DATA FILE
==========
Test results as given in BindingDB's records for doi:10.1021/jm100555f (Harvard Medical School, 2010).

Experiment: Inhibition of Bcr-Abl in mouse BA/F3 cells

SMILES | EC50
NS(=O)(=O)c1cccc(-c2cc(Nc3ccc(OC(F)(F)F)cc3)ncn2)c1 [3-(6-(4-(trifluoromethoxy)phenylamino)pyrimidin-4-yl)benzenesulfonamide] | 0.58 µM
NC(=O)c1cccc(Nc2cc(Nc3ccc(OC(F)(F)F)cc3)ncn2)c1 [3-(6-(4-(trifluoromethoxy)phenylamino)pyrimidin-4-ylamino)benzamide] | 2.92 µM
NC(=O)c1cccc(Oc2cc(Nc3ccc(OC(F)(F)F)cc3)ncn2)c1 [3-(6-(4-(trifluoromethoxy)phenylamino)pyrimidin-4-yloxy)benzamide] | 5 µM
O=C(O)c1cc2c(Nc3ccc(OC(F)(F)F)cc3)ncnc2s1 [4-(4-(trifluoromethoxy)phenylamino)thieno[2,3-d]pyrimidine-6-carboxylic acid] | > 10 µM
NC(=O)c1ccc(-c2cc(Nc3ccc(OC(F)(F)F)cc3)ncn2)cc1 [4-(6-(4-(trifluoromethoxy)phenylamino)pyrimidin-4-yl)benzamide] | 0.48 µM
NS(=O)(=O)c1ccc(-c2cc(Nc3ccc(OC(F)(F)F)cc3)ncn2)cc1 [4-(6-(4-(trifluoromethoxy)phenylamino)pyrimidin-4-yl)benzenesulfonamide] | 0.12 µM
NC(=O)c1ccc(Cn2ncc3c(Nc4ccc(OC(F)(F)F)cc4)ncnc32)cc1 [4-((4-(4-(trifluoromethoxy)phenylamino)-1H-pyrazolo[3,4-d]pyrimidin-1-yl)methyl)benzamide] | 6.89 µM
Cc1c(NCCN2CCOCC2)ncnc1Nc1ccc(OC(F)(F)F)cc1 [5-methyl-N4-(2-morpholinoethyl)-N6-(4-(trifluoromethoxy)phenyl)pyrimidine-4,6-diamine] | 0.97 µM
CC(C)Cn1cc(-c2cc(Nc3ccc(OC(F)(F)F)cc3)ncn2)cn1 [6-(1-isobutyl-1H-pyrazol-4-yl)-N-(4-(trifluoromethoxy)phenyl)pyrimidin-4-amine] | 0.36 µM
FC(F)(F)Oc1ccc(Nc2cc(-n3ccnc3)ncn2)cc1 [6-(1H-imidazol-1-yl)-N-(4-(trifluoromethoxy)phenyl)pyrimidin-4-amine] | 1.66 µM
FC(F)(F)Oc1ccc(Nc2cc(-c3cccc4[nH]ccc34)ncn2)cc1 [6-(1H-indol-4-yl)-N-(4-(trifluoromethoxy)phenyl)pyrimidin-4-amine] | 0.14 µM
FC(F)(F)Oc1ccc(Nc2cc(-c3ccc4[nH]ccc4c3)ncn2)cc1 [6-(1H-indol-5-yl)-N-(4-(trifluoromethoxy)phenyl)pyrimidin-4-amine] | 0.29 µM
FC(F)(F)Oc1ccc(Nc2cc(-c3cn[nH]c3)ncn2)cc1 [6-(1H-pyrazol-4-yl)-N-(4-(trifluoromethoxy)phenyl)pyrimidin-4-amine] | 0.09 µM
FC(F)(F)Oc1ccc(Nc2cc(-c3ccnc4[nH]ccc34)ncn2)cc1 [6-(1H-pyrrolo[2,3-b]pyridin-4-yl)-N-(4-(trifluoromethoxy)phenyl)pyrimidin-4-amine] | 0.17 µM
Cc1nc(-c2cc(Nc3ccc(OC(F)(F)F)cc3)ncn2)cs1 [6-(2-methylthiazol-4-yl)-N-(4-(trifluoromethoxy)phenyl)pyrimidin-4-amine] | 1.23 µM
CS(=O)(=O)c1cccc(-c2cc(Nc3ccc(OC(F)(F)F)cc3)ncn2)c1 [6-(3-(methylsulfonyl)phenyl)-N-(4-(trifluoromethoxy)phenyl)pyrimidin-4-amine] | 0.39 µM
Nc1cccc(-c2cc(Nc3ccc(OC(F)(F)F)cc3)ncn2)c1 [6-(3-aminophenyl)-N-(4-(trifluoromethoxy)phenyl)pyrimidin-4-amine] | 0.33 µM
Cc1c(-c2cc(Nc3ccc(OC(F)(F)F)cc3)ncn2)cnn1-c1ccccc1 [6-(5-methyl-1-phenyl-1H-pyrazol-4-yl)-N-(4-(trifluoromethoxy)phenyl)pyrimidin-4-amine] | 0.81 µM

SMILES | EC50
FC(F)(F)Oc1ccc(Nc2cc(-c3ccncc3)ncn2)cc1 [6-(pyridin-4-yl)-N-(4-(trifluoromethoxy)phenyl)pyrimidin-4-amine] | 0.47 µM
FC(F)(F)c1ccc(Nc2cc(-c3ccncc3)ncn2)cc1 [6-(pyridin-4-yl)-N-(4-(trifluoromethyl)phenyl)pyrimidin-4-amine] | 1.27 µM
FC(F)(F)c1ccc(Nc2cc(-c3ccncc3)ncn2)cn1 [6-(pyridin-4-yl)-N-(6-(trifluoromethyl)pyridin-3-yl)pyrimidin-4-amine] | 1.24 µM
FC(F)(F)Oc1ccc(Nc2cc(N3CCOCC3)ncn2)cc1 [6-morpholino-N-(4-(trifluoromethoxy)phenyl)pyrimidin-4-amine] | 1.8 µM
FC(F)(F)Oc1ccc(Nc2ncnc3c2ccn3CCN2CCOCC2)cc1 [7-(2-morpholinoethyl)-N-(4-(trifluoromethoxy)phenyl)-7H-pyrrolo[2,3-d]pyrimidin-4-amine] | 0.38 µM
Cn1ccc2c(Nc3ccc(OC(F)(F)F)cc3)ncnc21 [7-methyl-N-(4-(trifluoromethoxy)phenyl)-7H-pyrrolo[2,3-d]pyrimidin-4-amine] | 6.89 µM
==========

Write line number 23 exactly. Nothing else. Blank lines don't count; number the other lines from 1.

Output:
FC(F)(F)Oc1ccc(Nc2cc(-c3ccncc3)ncn2)cc1 [6-(pyridin-4-yl)-N-(4-(trifluoromethoxy)phenyl)pyrimidin-4-amine] | 0.47 µM